The Importance of Having a Financial Cushion

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This article is part of the MH4C Writers Challenge. I’d like to see which articles you like the most. If you like an article, please take a moment to ‘Like’ it on Facebook, ‘Tweet’ it, or give it a ‘Plus One’ on Google +. (To the right of the title, you’ll see each of those buttons so it should make your job easier.) The winner of the MH4C Writers Challenge is the article that has the most social media shares.

The following entry is by Roger Pritchett.  Roger is a minister and former missionary in Africa.  He is married to Karen with three grown children and 5 grandchildren with another on the way.

I didn’t think it would matter.  But it did.  My wife and I had been struggling with debt and lifestyle.  I’d been reading books and articles on getting personal finances in order.  Many of the writers suggested that an important early step to make is to develop a cushion (margin) in your finances.  The idea is to save some money so that if an unexpected expense comes up, there’ll be something set aside to take care of it.

I knew that there were always unexpected bills, but I didn’t think that having a cushion would make much difference.  How could I justify the struggle to get that cushion in place when we had so much debt and the interest charges kept piling up?  Wouldn’t it be better to put that effort toward paying off balances?

My wife convinced me to try it.  With so many people recommending it, why not give it a try?  After trying it, if we still didn’t see the value, we could always put it toward one of our many credit balances anyway.

The result was amazing!  Several years later, I look back and think of that one early action as perhaps the single most important decision we made.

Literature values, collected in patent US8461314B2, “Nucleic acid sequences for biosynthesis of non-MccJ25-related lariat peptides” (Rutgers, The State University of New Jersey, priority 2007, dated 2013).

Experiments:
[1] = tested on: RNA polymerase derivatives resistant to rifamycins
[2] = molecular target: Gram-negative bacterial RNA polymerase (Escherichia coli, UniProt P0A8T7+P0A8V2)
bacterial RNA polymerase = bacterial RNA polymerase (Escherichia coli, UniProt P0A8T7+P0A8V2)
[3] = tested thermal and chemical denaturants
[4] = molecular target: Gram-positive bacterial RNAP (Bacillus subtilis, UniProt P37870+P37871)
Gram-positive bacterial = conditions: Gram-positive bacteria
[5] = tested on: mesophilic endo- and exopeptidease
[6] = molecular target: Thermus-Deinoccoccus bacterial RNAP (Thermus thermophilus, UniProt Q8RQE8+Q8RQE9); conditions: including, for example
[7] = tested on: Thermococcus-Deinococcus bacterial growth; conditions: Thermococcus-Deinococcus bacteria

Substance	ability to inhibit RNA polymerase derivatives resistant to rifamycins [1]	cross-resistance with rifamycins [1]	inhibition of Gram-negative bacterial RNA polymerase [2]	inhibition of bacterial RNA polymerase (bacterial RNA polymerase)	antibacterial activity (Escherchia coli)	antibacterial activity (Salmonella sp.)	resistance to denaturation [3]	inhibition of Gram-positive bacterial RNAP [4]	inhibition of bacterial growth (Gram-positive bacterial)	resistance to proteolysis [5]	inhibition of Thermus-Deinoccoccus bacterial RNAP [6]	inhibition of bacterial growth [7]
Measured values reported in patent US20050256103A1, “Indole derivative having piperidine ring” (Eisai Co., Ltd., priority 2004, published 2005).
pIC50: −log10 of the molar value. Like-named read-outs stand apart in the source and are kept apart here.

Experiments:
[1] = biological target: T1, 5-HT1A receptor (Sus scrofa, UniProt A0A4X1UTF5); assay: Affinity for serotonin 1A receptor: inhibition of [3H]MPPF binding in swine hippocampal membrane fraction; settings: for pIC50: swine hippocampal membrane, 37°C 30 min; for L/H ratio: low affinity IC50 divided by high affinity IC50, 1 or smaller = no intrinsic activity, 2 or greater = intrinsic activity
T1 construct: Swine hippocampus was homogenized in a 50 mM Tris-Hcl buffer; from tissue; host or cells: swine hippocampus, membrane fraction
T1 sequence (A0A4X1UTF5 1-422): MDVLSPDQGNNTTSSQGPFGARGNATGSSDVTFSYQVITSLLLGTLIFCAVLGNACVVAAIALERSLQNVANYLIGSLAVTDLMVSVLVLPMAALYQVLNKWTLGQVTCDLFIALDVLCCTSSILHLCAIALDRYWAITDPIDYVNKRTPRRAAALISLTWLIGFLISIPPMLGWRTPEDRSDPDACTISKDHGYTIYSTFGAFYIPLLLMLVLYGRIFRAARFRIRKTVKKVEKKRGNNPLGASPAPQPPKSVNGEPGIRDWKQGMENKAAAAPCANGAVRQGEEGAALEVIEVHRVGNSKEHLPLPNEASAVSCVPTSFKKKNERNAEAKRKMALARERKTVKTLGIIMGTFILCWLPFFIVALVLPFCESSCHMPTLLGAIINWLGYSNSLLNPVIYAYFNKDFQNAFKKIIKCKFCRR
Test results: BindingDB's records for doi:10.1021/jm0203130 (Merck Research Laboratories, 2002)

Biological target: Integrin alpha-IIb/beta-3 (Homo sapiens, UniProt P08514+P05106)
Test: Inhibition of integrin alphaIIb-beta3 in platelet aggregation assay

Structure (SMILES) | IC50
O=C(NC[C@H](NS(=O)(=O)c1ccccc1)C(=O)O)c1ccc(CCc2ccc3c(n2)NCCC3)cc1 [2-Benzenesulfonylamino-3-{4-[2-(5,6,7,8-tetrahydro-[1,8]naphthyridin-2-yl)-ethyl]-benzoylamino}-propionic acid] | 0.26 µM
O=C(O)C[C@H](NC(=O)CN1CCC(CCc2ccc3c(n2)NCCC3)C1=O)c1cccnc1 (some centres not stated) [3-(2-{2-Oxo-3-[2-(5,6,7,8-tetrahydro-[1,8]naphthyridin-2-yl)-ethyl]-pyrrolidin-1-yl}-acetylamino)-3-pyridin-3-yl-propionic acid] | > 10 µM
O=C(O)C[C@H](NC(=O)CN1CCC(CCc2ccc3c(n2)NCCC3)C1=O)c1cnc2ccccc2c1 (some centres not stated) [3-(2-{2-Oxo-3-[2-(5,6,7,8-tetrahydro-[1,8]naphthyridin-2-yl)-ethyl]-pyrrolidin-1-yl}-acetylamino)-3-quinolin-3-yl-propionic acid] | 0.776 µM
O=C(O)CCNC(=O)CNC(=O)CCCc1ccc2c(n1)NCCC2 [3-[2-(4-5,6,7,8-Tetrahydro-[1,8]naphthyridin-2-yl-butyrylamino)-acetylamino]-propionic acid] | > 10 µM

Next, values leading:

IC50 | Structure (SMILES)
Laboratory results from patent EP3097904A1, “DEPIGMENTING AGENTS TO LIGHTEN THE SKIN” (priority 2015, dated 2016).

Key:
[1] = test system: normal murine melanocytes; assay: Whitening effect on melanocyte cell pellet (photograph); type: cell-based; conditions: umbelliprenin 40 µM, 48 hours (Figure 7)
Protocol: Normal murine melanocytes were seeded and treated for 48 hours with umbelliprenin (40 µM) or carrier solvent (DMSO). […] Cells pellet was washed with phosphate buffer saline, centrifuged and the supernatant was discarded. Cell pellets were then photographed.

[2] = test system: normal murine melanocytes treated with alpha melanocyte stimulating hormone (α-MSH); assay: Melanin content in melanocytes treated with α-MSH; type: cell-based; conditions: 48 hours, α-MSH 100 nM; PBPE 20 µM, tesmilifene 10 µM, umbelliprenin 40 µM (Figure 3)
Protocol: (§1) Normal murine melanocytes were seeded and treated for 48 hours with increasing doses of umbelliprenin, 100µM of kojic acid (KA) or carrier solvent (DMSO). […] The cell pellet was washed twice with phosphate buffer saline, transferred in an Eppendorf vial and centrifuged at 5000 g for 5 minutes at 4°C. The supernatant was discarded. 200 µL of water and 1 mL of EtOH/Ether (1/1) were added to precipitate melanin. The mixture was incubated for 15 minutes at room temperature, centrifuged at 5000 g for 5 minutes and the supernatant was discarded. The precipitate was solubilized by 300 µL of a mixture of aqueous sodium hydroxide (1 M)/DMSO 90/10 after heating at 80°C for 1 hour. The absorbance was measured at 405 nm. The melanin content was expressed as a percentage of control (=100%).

It took a few months to develop that cushion.  We chose to set aside $1,500 for the unexpected.  When we had it fully in place, the amount of relief was incredible!  I felt a huge burden had been taken off my shoulders.  Yes, we still had too much debt, but for some reason, having those funds set aside made a big difference.

Upon reflection, here’s what I think happened:

  1. We made an important decision.  This gave us a specific, measurable action we could take.  While it wasn’t easy to save the money at first, it was achievable.  I believe this was the real start to our efforts to seriously get our finances under control.
  2. There was immediate relief.  As soon as we had just some of the funds set aside, we realized that we now could begin to weather some of the unexpected storms that inevitably come.
  3. It gave us confidence.  We had some success.  As one of my college professors often said, “Success breeds success.”  We had saved some money!  We can do it!

Having a “rainy day” fund put us immediately on better financial footing.  More than that, it started us on a roll which has led to more good decisions, and better actions.  We are close to being debt-free, now have some money saved for retirement, and are feeling much better about our situation.

Whenever the topic of personal finances comes up and I have the opportunity, I always recommend setting aside some funds for the unexpected as the beginning point.

Comments

  1. Wes Smith says

    Thank you for sharing Roger! We experienced the same relief. It is much less stressful to pay from a savings for unexpected bills than to increase your debt!

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